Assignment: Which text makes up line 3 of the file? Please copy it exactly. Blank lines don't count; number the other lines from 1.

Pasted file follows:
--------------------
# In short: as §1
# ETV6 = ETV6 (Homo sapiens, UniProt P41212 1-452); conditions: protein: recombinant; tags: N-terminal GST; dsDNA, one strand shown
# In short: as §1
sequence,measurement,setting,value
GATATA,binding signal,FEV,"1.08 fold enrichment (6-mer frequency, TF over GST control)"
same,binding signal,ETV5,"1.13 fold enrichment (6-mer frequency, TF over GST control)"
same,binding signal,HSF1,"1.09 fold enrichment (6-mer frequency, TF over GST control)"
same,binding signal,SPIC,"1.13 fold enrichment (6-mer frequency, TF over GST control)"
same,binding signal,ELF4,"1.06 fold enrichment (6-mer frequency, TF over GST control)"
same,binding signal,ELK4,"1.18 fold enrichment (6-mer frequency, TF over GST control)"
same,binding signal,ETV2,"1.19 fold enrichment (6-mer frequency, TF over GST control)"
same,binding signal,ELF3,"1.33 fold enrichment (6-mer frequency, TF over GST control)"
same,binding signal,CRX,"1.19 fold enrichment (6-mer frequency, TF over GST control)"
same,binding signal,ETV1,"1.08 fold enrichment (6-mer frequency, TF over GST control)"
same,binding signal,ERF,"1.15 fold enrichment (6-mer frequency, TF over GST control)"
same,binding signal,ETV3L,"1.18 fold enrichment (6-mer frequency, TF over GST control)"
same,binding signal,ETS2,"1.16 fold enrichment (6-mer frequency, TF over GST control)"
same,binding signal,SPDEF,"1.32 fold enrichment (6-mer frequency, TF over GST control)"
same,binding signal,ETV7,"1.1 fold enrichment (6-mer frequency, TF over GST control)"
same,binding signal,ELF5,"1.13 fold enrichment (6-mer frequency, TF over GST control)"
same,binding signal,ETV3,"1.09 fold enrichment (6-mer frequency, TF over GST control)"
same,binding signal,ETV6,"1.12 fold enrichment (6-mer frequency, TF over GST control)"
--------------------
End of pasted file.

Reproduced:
# In short: as §1